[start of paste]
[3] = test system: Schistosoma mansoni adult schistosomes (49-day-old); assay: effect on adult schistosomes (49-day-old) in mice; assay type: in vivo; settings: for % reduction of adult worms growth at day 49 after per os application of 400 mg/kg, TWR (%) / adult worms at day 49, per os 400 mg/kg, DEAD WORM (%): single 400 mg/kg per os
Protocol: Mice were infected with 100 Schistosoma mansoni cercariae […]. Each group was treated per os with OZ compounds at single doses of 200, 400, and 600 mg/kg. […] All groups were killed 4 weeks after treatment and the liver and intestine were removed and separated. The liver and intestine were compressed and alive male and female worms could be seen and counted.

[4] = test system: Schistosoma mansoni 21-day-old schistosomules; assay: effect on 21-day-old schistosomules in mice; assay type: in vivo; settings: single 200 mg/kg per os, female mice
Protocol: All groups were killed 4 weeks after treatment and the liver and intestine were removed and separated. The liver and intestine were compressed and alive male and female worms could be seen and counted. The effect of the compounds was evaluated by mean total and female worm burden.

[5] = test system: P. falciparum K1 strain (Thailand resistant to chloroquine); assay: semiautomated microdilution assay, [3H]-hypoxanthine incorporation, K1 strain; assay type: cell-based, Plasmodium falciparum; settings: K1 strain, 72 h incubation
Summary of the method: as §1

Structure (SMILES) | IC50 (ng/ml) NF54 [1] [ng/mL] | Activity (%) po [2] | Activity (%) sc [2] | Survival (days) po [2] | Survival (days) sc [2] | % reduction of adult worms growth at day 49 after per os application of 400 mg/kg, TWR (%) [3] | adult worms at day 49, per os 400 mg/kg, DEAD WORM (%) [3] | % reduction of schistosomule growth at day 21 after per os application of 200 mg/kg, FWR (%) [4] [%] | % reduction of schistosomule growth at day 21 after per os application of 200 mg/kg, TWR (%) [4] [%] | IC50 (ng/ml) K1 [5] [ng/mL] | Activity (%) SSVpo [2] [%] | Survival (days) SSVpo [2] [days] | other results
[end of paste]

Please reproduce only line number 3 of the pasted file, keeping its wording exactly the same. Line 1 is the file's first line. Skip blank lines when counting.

[4] = test system: Schistosoma mansoni 21-day-old schistosomules; assay: effect on 21-day-old schistosomules in mice; assay type: in vivo; settings: single 200 mg/kg per os, female mice